ACMA announces 2020 Composites Recycling Conference
The American Composites Manufacturers Association (ACMA, Arlington, Va., U.S.) is accepting abstract submissions for its its second Composites Recycling Conference, which will take place May 19-21, 2020 in Aurora, Colo., U.S. ACMA says that the conference will highlight the most recent advances in composite recycling technology, as well as business developments that are turning composites recycling into a reality.
In addition, this year's conference will feature a progress report on Phase 2 of ACMA’s collaborative research project with IACMI – The Composites Institute (Knoxville, Tenn., U.S.). The project aims to improve the sustainability of both glass and carbon fiber composites through the development of cost-effective energy and fiber recovery processes.
The conference will feature a comprehensive conference program with sessions on recycling best practices, the state of composite recycling technology, and standards for composites recycling, as well as opportunities to see the latest recycled composite products.
ACMA is accepting submissions for presentations for the conference until January 10, 2020. Presentations can be based on case studies, best practices, trends and more, and requested topics include:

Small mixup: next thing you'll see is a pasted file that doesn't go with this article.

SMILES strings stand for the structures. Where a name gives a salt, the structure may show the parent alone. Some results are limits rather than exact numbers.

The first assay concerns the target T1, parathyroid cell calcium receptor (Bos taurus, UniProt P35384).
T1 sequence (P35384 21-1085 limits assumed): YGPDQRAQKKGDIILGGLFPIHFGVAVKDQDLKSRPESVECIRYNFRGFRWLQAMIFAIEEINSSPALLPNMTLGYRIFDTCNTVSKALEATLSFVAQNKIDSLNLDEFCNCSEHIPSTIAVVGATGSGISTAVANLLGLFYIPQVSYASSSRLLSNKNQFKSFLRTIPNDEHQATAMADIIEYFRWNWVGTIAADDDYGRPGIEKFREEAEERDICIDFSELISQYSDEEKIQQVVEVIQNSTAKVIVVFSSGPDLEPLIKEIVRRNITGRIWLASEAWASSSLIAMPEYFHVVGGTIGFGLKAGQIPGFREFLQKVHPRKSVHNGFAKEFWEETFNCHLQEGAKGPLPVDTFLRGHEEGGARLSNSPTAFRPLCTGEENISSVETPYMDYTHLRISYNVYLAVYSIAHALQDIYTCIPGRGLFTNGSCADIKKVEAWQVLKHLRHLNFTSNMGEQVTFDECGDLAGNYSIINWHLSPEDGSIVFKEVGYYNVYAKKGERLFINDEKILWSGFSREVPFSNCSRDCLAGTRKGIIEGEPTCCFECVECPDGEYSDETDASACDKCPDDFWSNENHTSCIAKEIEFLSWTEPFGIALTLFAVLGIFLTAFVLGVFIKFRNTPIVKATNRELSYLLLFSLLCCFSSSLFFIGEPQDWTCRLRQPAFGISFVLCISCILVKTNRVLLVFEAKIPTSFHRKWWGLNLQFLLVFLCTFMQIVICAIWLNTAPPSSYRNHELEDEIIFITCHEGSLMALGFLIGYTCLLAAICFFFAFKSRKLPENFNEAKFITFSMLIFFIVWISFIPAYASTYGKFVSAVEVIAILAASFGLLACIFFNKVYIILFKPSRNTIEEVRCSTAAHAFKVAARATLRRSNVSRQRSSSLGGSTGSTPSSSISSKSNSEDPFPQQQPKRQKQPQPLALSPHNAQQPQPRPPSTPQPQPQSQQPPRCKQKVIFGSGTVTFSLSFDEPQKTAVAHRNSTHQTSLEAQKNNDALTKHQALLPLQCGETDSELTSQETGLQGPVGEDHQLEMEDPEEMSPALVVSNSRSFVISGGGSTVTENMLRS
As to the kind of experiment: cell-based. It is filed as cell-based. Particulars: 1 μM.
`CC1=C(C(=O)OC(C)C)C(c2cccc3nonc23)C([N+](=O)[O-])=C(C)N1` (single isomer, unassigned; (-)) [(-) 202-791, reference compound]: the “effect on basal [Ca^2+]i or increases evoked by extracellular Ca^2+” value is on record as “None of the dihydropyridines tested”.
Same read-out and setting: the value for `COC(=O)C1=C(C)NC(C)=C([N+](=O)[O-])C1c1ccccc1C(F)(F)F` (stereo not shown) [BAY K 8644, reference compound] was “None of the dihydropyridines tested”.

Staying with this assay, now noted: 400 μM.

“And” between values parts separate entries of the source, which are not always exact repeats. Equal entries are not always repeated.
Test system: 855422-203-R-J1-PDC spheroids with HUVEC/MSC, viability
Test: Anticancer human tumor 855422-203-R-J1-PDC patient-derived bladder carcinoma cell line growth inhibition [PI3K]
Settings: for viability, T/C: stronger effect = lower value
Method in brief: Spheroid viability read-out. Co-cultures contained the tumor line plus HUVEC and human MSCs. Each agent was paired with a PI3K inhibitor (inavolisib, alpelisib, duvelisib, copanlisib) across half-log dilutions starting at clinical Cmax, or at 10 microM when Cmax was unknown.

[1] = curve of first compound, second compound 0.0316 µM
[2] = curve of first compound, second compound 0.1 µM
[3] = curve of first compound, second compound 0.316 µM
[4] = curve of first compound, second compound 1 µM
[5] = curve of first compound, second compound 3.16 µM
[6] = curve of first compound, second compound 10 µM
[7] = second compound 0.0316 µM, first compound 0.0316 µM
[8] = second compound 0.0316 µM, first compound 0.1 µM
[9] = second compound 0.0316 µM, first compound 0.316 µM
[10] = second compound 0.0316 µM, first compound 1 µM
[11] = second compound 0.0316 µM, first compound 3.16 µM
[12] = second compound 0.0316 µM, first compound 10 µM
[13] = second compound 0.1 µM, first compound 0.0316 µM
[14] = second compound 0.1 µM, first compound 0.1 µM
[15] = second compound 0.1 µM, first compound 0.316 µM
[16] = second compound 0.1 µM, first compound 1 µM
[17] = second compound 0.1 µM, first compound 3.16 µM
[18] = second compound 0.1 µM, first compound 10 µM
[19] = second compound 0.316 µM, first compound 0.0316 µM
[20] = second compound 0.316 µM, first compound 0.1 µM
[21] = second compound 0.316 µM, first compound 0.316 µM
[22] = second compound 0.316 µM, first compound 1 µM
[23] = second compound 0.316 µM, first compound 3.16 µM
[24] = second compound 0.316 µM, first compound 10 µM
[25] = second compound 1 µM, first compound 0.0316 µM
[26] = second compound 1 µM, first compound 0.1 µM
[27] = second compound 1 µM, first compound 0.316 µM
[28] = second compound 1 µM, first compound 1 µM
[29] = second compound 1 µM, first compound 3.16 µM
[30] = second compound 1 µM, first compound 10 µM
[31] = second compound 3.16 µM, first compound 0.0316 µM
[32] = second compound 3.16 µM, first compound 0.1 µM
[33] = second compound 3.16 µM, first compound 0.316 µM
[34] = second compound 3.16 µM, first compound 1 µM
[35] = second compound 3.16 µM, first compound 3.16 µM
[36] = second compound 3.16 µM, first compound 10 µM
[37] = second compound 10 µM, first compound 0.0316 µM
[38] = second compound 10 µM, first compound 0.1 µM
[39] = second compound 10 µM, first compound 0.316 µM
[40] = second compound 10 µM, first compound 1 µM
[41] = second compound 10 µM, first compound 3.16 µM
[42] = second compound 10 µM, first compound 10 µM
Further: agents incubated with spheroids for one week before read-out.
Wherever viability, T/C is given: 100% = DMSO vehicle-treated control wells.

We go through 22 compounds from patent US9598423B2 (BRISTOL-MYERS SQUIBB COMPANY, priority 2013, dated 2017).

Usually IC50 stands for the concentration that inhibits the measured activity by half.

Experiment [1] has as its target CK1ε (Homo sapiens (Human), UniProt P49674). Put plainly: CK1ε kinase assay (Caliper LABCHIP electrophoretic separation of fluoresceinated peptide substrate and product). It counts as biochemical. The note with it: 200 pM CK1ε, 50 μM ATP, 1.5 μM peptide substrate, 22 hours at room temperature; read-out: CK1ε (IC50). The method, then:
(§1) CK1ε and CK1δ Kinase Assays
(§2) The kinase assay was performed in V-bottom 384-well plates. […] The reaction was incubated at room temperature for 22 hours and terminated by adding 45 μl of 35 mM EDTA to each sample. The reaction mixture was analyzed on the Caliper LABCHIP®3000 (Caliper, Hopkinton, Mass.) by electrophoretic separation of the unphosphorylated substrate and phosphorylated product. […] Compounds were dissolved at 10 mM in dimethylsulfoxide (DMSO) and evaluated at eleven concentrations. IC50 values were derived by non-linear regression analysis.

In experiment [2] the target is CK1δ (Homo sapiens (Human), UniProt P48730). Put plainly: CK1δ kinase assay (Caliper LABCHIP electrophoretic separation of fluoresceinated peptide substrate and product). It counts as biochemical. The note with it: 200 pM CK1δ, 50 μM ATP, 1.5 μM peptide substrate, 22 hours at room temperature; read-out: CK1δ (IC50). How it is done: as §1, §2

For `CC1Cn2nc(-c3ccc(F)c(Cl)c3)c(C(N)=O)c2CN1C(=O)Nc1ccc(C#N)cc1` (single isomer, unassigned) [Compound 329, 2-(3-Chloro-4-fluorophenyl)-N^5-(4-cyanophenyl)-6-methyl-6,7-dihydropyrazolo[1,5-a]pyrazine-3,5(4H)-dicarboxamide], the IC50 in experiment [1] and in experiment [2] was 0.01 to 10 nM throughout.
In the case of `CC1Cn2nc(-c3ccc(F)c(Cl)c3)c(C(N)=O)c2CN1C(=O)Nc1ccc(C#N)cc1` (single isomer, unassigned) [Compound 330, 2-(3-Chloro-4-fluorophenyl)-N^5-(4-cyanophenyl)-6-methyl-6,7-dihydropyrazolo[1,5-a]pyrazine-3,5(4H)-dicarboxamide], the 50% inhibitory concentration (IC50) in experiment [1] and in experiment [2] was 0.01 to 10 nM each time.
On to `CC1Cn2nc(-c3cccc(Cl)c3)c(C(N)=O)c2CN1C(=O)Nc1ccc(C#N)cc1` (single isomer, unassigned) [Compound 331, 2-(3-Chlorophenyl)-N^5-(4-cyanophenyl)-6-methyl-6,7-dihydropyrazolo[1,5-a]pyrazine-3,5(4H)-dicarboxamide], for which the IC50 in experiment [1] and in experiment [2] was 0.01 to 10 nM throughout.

- incentives for recycling and waste reduction (cost/benefits/regulation),
- avoiding scrap — waste reduction techniques and processes,
- recycling technology,
- standards for recycled composite materials and
- recycled composite products.
All submissions will be reviewed by industry representatives and the chosen speakers will be notified by mid-February. For more information, go to bit.ly/RecyclingConference2020.
“Our industry has made great strides in composites recycling, including greater awareness, product development and industry collaboration,” says Tom Dobbins, president and CEO of ACMA. “This conference will allow professionals in our industry to discover the full picture of composites recycling – from innovative products made from recycled materials to the latest opportunities to reduce costs and develop recycled composite products — and explore how sustainability can impact the bottom line for manufacturers.”
The old art behind this industry’s first fiber reinforcement is explained,with insights into new fiber science and future developments.
Options for adding color have been around for decades, but new products are hoping to up the ante and open new markets.
Compared to legacy materials like steel, aluminum, iron and titanium, composites are still coming of age, and only just now are being better understood by design and manufacturing engineers. However, composites’ physical properties — combined with unbeatable light weight — make them undeniably attractive.